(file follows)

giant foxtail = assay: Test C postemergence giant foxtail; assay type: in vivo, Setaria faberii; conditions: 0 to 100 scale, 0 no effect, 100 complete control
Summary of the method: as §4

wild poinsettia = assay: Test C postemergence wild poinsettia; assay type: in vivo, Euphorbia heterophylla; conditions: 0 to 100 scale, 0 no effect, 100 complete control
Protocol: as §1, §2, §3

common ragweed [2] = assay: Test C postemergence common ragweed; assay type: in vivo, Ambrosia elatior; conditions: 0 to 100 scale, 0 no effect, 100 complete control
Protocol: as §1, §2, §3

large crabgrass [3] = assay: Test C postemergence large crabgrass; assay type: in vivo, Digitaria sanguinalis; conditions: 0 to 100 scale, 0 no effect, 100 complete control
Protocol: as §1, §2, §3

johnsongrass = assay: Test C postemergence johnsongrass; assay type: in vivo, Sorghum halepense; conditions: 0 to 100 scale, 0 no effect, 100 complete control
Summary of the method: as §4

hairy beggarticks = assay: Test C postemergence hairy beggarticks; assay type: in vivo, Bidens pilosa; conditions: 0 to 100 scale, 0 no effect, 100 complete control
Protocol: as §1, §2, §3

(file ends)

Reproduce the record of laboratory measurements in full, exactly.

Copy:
giant foxtail = assay: Test C postemergence giant foxtail; assay type: in vivo, Setaria faberii; conditions: 0 to 100 scale, 0 no effect, 100 complete control
Summary of the method: as §4

wild poinsettia = assay: Test C postemergence wild poinsettia; assay type: in vivo, Euphorbia heterophylla; conditions: 0 to 100 scale, 0 no effect, 100 complete control
Protocol: as §1, §2, §3

common ragweed [2] = assay: Test C postemergence common ragweed; assay type: in vivo, Ambrosia elatior; conditions: 0 to 100 scale, 0 no effect, 100 complete control
Protocol: as §1, §2, §3

large crabgrass [3] = assay: Test C postemergence large crabgrass; assay type: in vivo, Digitaria sanguinalis; conditions: 0 to 100 scale, 0 no effect, 100 complete control
Protocol: as §1, §2, §3

johnsongrass = assay: Test C postemergence johnsongrass; assay type: in vivo, Sorghum halepense; conditions: 0 to 100 scale, 0 no effect, 100 complete control
Summary of the method: as §4

hairy beggarticks = assay: Test C postemergence hairy beggarticks; assay type: in vivo, Bidens pilosa; conditions: 0 to 100 scale, 0 no effect, 100 complete control
Protocol: as §1, §2, §3